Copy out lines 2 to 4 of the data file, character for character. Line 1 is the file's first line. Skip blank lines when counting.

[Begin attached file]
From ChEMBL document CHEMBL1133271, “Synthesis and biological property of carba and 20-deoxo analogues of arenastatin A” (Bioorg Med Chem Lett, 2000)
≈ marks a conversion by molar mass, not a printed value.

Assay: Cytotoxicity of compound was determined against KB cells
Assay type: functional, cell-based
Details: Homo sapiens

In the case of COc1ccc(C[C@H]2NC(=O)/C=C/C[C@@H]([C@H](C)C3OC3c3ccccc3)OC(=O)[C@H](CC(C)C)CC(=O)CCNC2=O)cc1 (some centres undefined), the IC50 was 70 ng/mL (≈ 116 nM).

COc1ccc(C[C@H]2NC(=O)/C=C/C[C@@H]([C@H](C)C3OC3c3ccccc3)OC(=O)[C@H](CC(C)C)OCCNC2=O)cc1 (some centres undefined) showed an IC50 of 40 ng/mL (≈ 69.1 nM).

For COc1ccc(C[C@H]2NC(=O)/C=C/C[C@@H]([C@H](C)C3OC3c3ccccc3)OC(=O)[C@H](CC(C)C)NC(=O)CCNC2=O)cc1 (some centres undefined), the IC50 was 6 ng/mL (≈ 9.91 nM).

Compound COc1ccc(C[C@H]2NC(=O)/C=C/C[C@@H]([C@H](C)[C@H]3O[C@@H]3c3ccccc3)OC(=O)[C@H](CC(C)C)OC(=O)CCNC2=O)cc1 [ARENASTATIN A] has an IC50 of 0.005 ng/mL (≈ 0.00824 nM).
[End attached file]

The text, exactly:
≈ marks a conversion by molar mass, not a printed value.

Assay: Cytotoxicity of compound was determined against KB cells
Assay type: functional, cell-based